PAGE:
Marriage-partner-hunting in earnest (Izanagi Promotion Council)
cloud ear mushrooms cultivated and sold by the Tomizawa District Promotion Council
Chizu Town One–Hundred Resident Committee
The Chizu Town One–Hundred Resident Committee was established in 2008 based on the thinking of local neighborhood associations. Comprising volunteers from the local community, the committee discusses high-interest and familiar town issues and the future vision for the town, submitting proposals to the municipal government for initiatives aimed at resolving problems. The committee comprises various subcommittees, including Commerce/Tourism, Living Environment, Health, Forestry Industry, Specialty Agriculture, Education/Culture, and Wild Animal Damage Prevention.
A major characteristic of the committee is the fact that it does not simply propose initiatives to the municipal office but also undertakes projects for which town residents have been involved in formulating the budget or submitting the proposal. Furthermore, in recent years, local junior high school and high school students have also participated in the committee and have carried out various activities.
With 2018 marking the 10th anniversary of the committee’s establishment, we published the Chizu Town One–Hundred Resident Committee 10th Anniversary Commemorative Booklet. Please see the link below for information about the commemorative booklet (available in Japanese only.)
One–Hundred Resident Committee members and municipal staff deliberating the town budget
Illustrated Guide to Masters (produced by Junior High School student members of the One–Hundred Resident Committee)
Chizu Town has been selected as a SDGs Future City!
A SDGs Future City is a local government body designated by the national government in accordance with the sustainable development goals (SDGs) set by the UN due to the local government body’s leading initiatives aimed at resolving issues facing local government bodies, such as the aging of society and population decline.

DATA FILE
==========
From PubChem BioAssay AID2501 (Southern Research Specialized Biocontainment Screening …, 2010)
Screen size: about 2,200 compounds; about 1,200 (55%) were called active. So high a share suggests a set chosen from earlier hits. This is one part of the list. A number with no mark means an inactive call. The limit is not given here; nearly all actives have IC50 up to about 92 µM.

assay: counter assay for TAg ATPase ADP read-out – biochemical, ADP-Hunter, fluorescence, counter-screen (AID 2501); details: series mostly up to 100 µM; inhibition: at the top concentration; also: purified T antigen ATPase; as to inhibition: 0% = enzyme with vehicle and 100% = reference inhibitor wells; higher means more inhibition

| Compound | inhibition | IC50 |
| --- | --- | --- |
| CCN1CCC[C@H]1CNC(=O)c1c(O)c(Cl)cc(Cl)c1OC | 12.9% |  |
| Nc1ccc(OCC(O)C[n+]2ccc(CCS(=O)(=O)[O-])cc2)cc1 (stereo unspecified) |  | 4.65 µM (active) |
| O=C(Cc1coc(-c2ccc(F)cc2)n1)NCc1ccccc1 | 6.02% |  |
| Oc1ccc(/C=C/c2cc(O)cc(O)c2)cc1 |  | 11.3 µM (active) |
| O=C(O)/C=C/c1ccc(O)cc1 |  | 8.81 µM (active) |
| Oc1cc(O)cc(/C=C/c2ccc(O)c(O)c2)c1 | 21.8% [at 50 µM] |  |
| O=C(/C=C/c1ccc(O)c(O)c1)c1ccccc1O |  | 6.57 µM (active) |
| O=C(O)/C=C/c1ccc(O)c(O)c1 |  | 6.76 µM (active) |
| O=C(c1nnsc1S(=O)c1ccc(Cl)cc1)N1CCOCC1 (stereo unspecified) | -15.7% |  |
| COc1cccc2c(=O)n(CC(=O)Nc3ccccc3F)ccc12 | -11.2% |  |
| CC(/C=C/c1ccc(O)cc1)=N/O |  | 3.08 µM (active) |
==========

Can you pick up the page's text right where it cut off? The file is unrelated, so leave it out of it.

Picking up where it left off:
Chizu Town was designated a SDGs Future City on July 1, 2019, because of the high recognition received by the town’s resident self-governance-based initiatives, such as the Japan ONE-ZERO Village Revitalization Movement and the One–Hundred Resident Committee.
Evacuation Insurance is a program for human exchange that utilizes disasters as an opening point. Japan experiences many natural disasters, such as earthquakes and typhoons, and living in evacuation centers following a disaster can cause people significant stress. Chizu Town provides three meals per day for seven days at an evacuation center to people who have taken out evacuation insurance. Furthermore, as special benefits, to their delight, insured persons receive a discount coupon for Shinrin Therapy® and bed and breakfast accommodations, as well as once-a-year deliveries of delicious rice, vegetables, and specialty products produced in Chizu Town.
Chizu Town Hall Planning Section
Specialty products sent once a year to people who take out evacuation insurance (example)
People who take out evacuation insurance receive a discount on Shinrin Therapy®